The next award that we can, but only with hindsight, relate to vitamins was that given in 1934 to George Whipple, George Minot and William Murphy of the U.S.A. “for their discoveries concerning liver therapy in cases of anaemia,” and the first to be divided between three people. Previously, pernicious anemia had been an incurable condition, but these workers had found that sufferers could survive if they would eat large quantities of raw liver each day, with the hope that this could soon be replaced by more potent liver extracts. There was no mention at the time of liver having a vitamin-like action since it was only essential apparently for counteracting a disease and not for meeting a requirement of normal people.
After the essential liver factor (cobalamin, or vitamin B12) had finally been isolated in 1948, it became clear that even healthy people needed this factor but that they absorbed it efficiently so that a normal mixed diet was sufficient. Vitamin B12 was found to be absent from plant foods and present in liver in higher concentrations than in meat or milk. However, as originally demonstrated by William Castle in 1928, the stomachs of pernicious anemia patients were abnormal in failing to secrete an “intrinsic factor” that combined with cobalamin and greatly increased the subsequent efficiency of its absorption from the small intestine. He was able also to show that extracts from normal animal stomachs combined with pre-digested meat, could be given to pernicious anemia patients to produce normal synthesis of red blood cells. This work has since been described as a milestone in clinical investigation, but it received little attention at first and, although there were two later nominations on Castle’s behalf, they were unsuccessful.
Szent-Györgyi and vitamin C
In 1937 Albert Szent-Györgyi received the Prize for Physiology or Medicine “for his discoveries in connection with the biological combustion processes, with especial reference to vitamin C and the catalysis of fumaric acid.” There is another strange story here. He was a Hungarian biochemist who had worked in a number of countries and had a special interest in oxidation-reduction mechanisms in the body. After detecting an antioxidant compound in the adrenal cortex, he was invited to Cambridge in England in 1927 and there, using a simple in vitro test to measure its relative concentration in fractions obtained from the tissue, he was able in a few months to isolate a compound that he named hexuronic acid, and that he showed to have the empirical formula C6H8O6.4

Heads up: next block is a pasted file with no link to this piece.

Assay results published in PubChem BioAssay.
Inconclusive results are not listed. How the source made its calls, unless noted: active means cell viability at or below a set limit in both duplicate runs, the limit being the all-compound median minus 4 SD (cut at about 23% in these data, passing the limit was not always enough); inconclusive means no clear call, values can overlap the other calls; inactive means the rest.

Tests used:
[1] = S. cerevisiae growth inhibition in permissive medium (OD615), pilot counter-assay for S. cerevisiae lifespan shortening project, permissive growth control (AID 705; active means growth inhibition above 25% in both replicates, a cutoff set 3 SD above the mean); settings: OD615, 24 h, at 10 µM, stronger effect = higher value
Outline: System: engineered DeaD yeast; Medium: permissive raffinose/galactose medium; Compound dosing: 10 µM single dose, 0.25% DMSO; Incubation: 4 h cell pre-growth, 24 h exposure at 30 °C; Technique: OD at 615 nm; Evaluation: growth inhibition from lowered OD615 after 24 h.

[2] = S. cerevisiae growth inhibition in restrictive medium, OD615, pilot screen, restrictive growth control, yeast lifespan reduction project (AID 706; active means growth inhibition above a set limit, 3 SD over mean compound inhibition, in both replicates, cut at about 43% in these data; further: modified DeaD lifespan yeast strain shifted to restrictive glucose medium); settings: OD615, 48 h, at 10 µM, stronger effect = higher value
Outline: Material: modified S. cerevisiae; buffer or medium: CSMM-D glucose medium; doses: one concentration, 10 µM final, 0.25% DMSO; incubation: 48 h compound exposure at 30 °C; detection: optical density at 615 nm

Meanwhile, several groups had for years been attempting to isolate the anti-scurvy vitamin C from lemon juice, carrying out successive, time-consuming biological assays with guinea pigs at each fractionation stage. In 1932, Charles Glen King of the University of Pittsburgh in the U.S.A. reported success, and added that his crystals had all the properties reported by Szent-Györgyi for hexuronic acid. The latter had by now returned to Hungary and quickly confirmed the biological activity of his crystals. So, for four years, the vitamin had been isolated and to hand without Szent-Györgyi realizing what he had done. After multiple nominations, he received the Prize in 1937. It has been suggested that the citation was expanded to include more than just the isolation of vitamin C because of feeling in the U.S.A. that Charles Glen King deserved most of the credit for the isolation since “he knew what he was after.”
In the same year, Norman Haworth from the University of Birmingham in England received a Nobel prize from the Chemistry Committee for having advanced carbohydrate chemistry and, specifically, for having worked out the structure of Szent-Györgyi’s crystals, and then been able to synthesize the vitamin. This was a considerable achievement and led to vitamin C becoming widely available at low cost. The Nobel Prize in Chemistry was shared with the Swiss organic chemist Paul Karrer, cited for his work on the structures of riboflavin and vitamins A and E as well as other biologically interesting compounds. This was followed in 1938 by a further Chemistry award to the German biochemist Richard Kuhn, who had also worked on carotenoids and B-vitamins, including riboflavin and pyridoxine, and had been something of a rival to Karrer. Because of a Nazi veto Kuhn was not able to accept his prize until after World War II.
Henrik Dam and vitamin K
The next Physiology or Medicine awards in the vitamin field were given to Henrik Dam and Edward Doisy in 1943. Dam, a Danish biochemist working at the University of Copenhagen in Denmark was rewarded “for his discovery of vitamin K.” Some years earlier, he had been investigating whether chicks needed to receive a source of sterols in their diet. In fact, they were found to be able to synthesize cholesterol, but some of his birds developed severe internal hemorrhaging caused by failure of their normal clotting mechanism. This problem was prevented by giving them a factor present in both green leaves and liver, but by none of the known vitamins. It was named “vitamin K,” the first letter of the alphabet not to have been used by others (and also, by chance, the initial letter for “koagulation” the Danish equivalent of the English “coagulation”). A slightly different compound with the same biological activity was found to be present in fermented animal products such as fish meal.